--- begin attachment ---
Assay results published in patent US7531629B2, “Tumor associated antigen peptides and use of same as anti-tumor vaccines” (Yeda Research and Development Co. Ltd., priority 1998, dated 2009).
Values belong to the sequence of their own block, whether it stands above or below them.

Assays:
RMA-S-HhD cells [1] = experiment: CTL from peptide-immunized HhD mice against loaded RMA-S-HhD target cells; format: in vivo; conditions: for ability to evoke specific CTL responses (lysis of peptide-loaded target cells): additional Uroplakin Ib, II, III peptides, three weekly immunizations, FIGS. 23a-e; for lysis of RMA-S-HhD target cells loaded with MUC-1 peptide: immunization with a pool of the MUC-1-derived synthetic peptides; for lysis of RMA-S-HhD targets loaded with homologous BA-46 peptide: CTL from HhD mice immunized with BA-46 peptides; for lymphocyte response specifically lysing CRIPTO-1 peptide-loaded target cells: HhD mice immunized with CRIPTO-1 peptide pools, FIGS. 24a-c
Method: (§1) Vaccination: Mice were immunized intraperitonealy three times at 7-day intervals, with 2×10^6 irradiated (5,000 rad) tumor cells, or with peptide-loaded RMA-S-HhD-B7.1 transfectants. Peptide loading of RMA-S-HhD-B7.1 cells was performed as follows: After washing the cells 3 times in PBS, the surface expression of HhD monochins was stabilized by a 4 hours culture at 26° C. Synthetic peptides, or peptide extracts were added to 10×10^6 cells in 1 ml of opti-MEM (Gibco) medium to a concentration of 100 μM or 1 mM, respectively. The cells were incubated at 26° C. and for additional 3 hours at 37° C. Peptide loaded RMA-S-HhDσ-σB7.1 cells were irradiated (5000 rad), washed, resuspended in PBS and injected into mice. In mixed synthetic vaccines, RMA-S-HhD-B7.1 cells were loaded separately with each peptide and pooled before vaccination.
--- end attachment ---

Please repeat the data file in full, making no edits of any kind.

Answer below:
Assay results published in patent US7531629B2, “Tumor associated antigen peptides and use of same as anti-tumor vaccines” (Yeda Research and Development Co. Ltd., priority 1998, dated 2009).
Values belong to the sequence of their own block, whether it stands above or below them.

Assays:
RMA-S-HhD cells [1] = experiment: CTL from peptide-immunized HhD mice against loaded RMA-S-HhD target cells; format: in vivo; conditions: for ability to evoke specific CTL responses (lysis of peptide-loaded target cells): additional Uroplakin Ib, II, III peptides, three weekly immunizations, FIGS. 23a-e; for lysis of RMA-S-HhD target cells loaded with MUC-1 peptide: immunization with a pool of the MUC-1-derived synthetic peptides; for lysis of RMA-S-HhD targets loaded with homologous BA-46 peptide: CTL from HhD mice immunized with BA-46 peptides; for lymphocyte response specifically lysing CRIPTO-1 peptide-loaded target cells: HhD mice immunized with CRIPTO-1 peptide pools, FIGS. 24a-c
Method: (§1) Vaccination: Mice were immunized intraperitonealy three times at 7-day intervals, with 2×10^6 irradiated (5,000 rad) tumor cells, or with peptide-loaded RMA-S-HhD-B7.1 transfectants. Peptide loading of RMA-S-HhD-B7.1 cells was performed as follows: After washing the cells 3 times in PBS, the surface expression of HhD monochins was stabilized by a 4 hours culture at 26° C. Synthetic peptides, or peptide extracts were added to 10×10^6 cells in 1 ml of opti-MEM (Gibco) medium to a concentration of 100 μM or 1 mM, respectively. The cells were incubated at 26° C. and for additional 3 hours at 37° C. Peptide loaded RMA-S-HhDσ-σB7.1 cells were irradiated (5000 rad), washed, resuspended in PBS and injected into mice. In mixed synthetic vaccines, RMA-S-HhD-B7.1 cells were loaded separately with each peptide and pooled before vaccination.